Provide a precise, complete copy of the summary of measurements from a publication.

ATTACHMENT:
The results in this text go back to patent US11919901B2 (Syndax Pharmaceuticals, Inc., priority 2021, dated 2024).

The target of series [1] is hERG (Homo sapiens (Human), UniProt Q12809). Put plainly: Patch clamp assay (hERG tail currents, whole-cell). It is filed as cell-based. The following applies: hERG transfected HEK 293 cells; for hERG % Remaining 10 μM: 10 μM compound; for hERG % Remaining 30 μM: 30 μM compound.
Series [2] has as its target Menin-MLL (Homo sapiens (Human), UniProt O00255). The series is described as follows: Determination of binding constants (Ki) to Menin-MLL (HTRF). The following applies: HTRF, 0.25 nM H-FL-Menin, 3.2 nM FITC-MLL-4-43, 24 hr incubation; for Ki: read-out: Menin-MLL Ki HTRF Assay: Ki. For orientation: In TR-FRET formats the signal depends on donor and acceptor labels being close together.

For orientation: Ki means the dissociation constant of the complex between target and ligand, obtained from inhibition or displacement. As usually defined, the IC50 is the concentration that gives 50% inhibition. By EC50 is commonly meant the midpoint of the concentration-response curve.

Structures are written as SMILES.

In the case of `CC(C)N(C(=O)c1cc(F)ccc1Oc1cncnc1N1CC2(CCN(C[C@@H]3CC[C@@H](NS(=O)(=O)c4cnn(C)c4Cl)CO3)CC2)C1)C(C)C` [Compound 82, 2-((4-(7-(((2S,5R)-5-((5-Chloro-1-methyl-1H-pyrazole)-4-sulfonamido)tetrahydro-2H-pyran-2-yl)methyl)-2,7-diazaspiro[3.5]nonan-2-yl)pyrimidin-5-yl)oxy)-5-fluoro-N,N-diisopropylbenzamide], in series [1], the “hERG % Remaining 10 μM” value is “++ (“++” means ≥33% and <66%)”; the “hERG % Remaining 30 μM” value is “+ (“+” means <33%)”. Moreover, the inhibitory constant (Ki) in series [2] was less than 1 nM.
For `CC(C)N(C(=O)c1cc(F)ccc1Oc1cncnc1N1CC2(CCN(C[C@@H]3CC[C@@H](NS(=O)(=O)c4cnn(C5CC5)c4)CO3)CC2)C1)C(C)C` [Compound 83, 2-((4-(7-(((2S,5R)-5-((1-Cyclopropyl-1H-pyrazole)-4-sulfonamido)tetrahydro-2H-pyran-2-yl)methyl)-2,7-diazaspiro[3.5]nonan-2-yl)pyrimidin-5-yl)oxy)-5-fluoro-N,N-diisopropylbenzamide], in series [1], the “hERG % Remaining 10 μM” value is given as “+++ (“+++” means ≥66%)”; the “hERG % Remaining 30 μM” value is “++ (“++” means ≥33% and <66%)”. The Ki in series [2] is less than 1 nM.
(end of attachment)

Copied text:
The results in this text go back to patent US11919901B2 (Syndax Pharmaceuticals, Inc., priority 2021, dated 2024).

The target of series [1] is hERG (Homo sapiens (Human), UniProt Q12809). Put plainly: Patch clamp assay (hERG tail currents, whole-cell). It is filed as cell-based. The following applies: hERG transfected HEK 293 cells; for hERG % Remaining 10 μM: 10 μM compound; for hERG % Remaining 30 μM: 30 μM compound.
Series [2] has as its target Menin-MLL (Homo sapiens (Human), UniProt O00255). The series is described as follows: Determination of binding constants (Ki) to Menin-MLL (HTRF). The following applies: HTRF, 0.25 nM H-FL-Menin, 3.2 nM FITC-MLL-4-43, 24 hr incubation; for Ki: read-out: Menin-MLL Ki HTRF Assay: Ki. For orientation: In TR-FRET formats the signal depends on donor and acceptor labels being close together.

For orientation: Ki means the dissociation constant of the complex between target and ligand, obtained from inhibition or displacement. As usually defined, the IC50 is the concentration that gives 50% inhibition. By EC50 is commonly meant the midpoint of the concentration-response curve.

Structures are written as SMILES.

In the case of `CC(C)N(C(=O)c1cc(F)ccc1Oc1cncnc1N1CC2(CCN(C[C@@H]3CC[C@@H](NS(=O)(=O)c4cnn(C)c4Cl)CO3)CC2)C1)C(C)C` [Compound 82, 2-((4-(7-(((2S,5R)-5-((5-Chloro-1-methyl-1H-pyrazole)-4-sulfonamido)tetrahydro-2H-pyran-2-yl)methyl)-2,7-diazaspiro[3.5]nonan-2-yl)pyrimidin-5-yl)oxy)-5-fluoro-N,N-diisopropylbenzamide], in series [1], the “hERG % Remaining 10 μM” value is “++ (“++” means ≥33% and <66%)”; the “hERG % Remaining 30 μM” value is “+ (“+” means <33%)”. Moreover, the inhibitory constant (Ki) in series [2] was less than 1 nM.
For `CC(C)N(C(=O)c1cc(F)ccc1Oc1cncnc1N1CC2(CCN(C[C@@H]3CC[C@@H](NS(=O)(=O)c4cnn(C5CC5)c4)CO3)CC2)C1)C(C)C` [Compound 83, 2-((4-(7-(((2S,5R)-5-((1-Cyclopropyl-1H-pyrazole)-4-sulfonamido)tetrahydro-2H-pyran-2-yl)methyl)-2,7-diazaspiro[3.5]nonan-2-yl)pyrimidin-5-yl)oxy)-5-fluoro-N,N-diisopropylbenzamide], in series [1], the “hERG % Remaining 10 μM” value is given as “+++ (“+++” means ≥66%)”; the “hERG % Remaining 30 μM” value is “++ (“++” means ≥33% and <66%)”. The Ki in series [2] is less than 1 nM.